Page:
Giants dress up the rookies after edging Mets

Giants dress up the rookies after edging Mets
September 19, 2013, 2:00 pm
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Ehire Adrianza was one of many Giants rookies forced to board the team bus in this incredible outfit.

NEW YORK – Javier Lopez has pitched in plenty of pressure situations in his career. This one was a little different Thursday afternoon.

Not only did he need to retire two hitters to preserve a 2-1 victory over the Mets, but he knew there were eight sets of boots, cowboy hats and skimpy white briefs waiting back in the clubhouse lockers.

And nobody likes to dress up the rookies after a loss.

Was “dress like Andres Torres” the theme of this year’s traditional hazing ritual?

“No, but we raided his closet,” Lopez said.

Turns out the Giants veterans – Lopez wouldn’t name his co-conspirators -- were inspired by the famous naked cowboy who plays his guitar for tips in Times Square. Presumably, that’s where the team bus was headed after the Giants narrowly won at Citi Field to take two of three – their third consecutive series victory, something they hadn’t done all season until now.

That makes it easier to enjoy the sight of Johnny Monell, Heath Hembree, Ehire Adrianza, Mike Kickham, Nick Noonan, Roger Kieschnick, Jake Dunning and Juan Perez uncomfortably leaving little to the imagination.

Monell was the exhibitionist of the bunch, posing for pictures with teammates. Perez, another Bronx kid, was willing to roll with it, too, after collecting a career-best three hits in front of a decidedly pro-Giants crowd that included his mother, wife, sister and daughter.

“I’ll never forget coming back to New York,” he said.

Neither will tourists in Times Square once the Giants bus arrives.

“We were just trying to think of something ridiculous,” Lopez said. “Everybody’s done the girl outfit or the Hooters girl thing. The naked cowboy is one of the iconic figures of Times Square. So we’re paying homage to him.”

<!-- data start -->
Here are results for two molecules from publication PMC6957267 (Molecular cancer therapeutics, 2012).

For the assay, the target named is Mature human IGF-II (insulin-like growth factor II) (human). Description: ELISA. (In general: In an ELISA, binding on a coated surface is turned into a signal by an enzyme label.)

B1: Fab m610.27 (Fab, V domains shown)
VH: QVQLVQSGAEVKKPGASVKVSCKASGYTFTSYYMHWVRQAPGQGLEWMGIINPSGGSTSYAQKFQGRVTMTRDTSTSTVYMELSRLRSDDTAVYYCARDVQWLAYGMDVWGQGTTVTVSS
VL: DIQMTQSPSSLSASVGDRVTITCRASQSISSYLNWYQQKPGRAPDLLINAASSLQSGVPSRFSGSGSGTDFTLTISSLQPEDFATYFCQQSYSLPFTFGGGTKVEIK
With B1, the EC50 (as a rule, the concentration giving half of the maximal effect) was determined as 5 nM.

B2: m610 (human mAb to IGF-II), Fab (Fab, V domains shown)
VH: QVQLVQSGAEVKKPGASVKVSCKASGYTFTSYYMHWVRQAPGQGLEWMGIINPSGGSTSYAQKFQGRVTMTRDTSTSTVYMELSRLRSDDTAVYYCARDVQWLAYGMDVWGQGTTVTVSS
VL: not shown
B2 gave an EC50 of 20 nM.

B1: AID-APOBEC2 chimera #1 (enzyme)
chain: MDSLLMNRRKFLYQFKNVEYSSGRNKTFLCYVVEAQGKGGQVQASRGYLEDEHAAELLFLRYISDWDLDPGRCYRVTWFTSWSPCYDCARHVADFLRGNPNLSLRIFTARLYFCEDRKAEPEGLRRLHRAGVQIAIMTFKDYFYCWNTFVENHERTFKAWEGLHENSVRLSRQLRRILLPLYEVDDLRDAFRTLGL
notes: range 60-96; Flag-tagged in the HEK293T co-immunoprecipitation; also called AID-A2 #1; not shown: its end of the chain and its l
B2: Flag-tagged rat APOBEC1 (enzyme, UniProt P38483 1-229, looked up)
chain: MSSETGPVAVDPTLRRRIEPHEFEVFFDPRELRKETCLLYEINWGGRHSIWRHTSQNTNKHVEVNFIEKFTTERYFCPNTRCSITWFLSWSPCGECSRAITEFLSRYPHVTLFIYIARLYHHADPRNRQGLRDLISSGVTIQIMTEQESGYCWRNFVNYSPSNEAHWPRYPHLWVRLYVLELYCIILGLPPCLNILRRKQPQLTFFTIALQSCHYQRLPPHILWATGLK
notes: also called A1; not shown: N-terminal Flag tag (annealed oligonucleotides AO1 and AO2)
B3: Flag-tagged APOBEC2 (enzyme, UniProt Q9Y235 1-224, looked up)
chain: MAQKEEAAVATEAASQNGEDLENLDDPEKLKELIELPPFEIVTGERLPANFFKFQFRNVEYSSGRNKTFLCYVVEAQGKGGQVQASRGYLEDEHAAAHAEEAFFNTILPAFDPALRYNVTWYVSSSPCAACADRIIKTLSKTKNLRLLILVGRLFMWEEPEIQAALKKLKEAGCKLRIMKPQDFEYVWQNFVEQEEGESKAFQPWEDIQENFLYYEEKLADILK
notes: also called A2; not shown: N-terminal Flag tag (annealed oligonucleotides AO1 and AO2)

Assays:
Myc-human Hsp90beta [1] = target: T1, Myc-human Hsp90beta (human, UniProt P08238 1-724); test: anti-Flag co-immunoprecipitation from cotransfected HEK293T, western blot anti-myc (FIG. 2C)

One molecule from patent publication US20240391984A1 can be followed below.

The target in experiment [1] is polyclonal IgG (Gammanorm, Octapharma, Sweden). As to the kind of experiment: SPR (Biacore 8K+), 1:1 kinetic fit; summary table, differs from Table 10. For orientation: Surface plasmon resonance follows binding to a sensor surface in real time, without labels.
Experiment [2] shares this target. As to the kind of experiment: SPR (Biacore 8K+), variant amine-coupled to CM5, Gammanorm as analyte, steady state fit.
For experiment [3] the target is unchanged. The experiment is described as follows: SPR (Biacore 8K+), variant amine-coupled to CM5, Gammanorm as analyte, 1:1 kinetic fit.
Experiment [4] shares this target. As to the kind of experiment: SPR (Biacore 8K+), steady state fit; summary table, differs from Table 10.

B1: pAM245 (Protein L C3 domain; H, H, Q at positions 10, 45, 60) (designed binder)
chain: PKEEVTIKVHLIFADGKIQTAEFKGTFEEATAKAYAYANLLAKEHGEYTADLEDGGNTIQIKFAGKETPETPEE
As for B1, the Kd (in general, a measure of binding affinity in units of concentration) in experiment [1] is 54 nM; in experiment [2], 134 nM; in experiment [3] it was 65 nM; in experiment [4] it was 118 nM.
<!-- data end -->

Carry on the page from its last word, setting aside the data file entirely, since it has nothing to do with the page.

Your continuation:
For how long?

“It’s under negotiation,” Lopez said. “It’s a bit chilly out there. We don’t want to get these guys sick.”

Surely Perez doesn’t have to wear the outfit home, where his mother is planning a celebratory family dinner, right?

“Well, that’s up to him,” Lopez said. “Maybe he’s comfortable like that. Who knows?”

Maybe the Giants got such a lift from the goofy tradition because there have been so many stone silent bus rides, flights and postgame clubhouses this season. The one Giant who has been solid from start to finish is Madison Bumgarner, who crested 200 innings for the third consecutive year and stands at 199 strikeouts – one away from joining Jonathan Sanchez, Ray Sadecki, Rube Marquard and Cy Seymour as the only lefties in franchise history to strike out 200.

And he’s the first major league pitcher to post three 200-inning seasons in his three full campaigns since the Braves’ Steve Avery in 1993.

“I’ve been keeping an eye on it,” said Bumgarner, who had cowboy boots in his locker, too – along with the rest of his clothes. “That’s what all starters are into, 200 innings.”

Giants manager Bruce Bochy asked if Bumgarner was all right after he took a hard but lucky shot off his shin to end the sixth.

“He’s a man child,” Bochy said. “Ask him how he’s doing and he’ll look at you, like, `Why are you asking?’”

Given all Bumgarner’s peripheral stats (and see the Instant Replay for those, along with this story I wrote about his ascendancy as one of the game’s elite pitchers), and it’s easy to see him getting plenty of back-end mentions on Cy Young ballots.

And on a day when the Giants planned some postgame revelry, Bumgarner delivered seven innings of stone silence. And Lopez, one day after the bullpen blew a three-run lead in the ninth, recorded two outs to strand the tying run at second base.

It was Lopez’s first save of the season – and it was incredibly well timed.

“Winning this one,” he said, “was a high priority.”

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